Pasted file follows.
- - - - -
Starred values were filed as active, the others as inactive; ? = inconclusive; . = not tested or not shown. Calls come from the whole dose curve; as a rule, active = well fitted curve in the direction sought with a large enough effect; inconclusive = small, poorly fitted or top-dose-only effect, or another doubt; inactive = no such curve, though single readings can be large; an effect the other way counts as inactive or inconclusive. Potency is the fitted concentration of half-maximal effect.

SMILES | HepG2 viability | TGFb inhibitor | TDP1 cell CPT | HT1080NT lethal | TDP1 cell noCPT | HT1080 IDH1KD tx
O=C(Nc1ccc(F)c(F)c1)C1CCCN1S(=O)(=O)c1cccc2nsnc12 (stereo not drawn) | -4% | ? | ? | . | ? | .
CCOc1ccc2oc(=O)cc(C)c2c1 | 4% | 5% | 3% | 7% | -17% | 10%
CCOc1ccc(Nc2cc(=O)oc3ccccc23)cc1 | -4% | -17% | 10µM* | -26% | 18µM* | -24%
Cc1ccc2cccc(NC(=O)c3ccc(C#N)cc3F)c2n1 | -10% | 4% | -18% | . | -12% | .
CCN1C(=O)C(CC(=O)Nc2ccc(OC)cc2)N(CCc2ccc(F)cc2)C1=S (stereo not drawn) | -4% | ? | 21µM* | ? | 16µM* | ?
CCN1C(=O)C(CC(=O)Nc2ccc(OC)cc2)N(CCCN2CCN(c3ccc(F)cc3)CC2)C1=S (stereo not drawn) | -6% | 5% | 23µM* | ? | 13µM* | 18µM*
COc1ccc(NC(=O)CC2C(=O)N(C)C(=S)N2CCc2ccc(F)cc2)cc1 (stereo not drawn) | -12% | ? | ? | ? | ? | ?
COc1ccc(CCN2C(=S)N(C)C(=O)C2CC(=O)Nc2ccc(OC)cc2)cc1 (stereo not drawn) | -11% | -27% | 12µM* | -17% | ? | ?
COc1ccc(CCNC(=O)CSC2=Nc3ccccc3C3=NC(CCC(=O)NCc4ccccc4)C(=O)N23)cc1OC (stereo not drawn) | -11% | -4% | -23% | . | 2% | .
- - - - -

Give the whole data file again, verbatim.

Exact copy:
Starred values were filed as active, the others as inactive; ? = inconclusive; . = not tested or not shown. Calls come from the whole dose curve; as a rule, active = well fitted curve in the direction sought with a large enough effect; inconclusive = small, poorly fitted or top-dose-only effect, or another doubt; inactive = no such curve, though single readings can be large; an effect the other way counts as inactive or inconclusive. Potency is the fitted concentration of half-maximal effect.

SMILES | HepG2 viability | TGFb inhibitor | TDP1 cell CPT | HT1080NT lethal | TDP1 cell noCPT | HT1080 IDH1KD tx
O=C(Nc1ccc(F)c(F)c1)C1CCCN1S(=O)(=O)c1cccc2nsnc12 (stereo not drawn) | -4% | ? | ? | . | ? | .
CCOc1ccc2oc(=O)cc(C)c2c1 | 4% | 5% | 3% | 7% | -17% | 10%
CCOc1ccc(Nc2cc(=O)oc3ccccc23)cc1 | -4% | -17% | 10µM* | -26% | 18µM* | -24%
Cc1ccc2cccc(NC(=O)c3ccc(C#N)cc3F)c2n1 | -10% | 4% | -18% | . | -12% | .
CCN1C(=O)C(CC(=O)Nc2ccc(OC)cc2)N(CCc2ccc(F)cc2)C1=S (stereo not drawn) | -4% | ? | 21µM* | ? | 16µM* | ?
CCN1C(=O)C(CC(=O)Nc2ccc(OC)cc2)N(CCCN2CCN(c3ccc(F)cc3)CC2)C1=S (stereo not drawn) | -6% | 5% | 23µM* | ? | 13µM* | 18µM*
COc1ccc(NC(=O)CC2C(=O)N(C)C(=S)N2CCc2ccc(F)cc2)cc1 (stereo not drawn) | -12% | ? | ? | ? | ? | ?
COc1ccc(CCN2C(=S)N(C)C(=O)C2CC(=O)Nc2ccc(OC)cc2)cc1 (stereo not drawn) | -11% | -27% | 12µM* | -17% | ? | ?
COc1ccc(CCNC(=O)CSC2=Nc3ccccc3C3=NC(CCC(=O)NCc4ccccc4)C(=O)N23)cc1OC (stereo not drawn) | -11% | -4% | -23% | . | 2% | .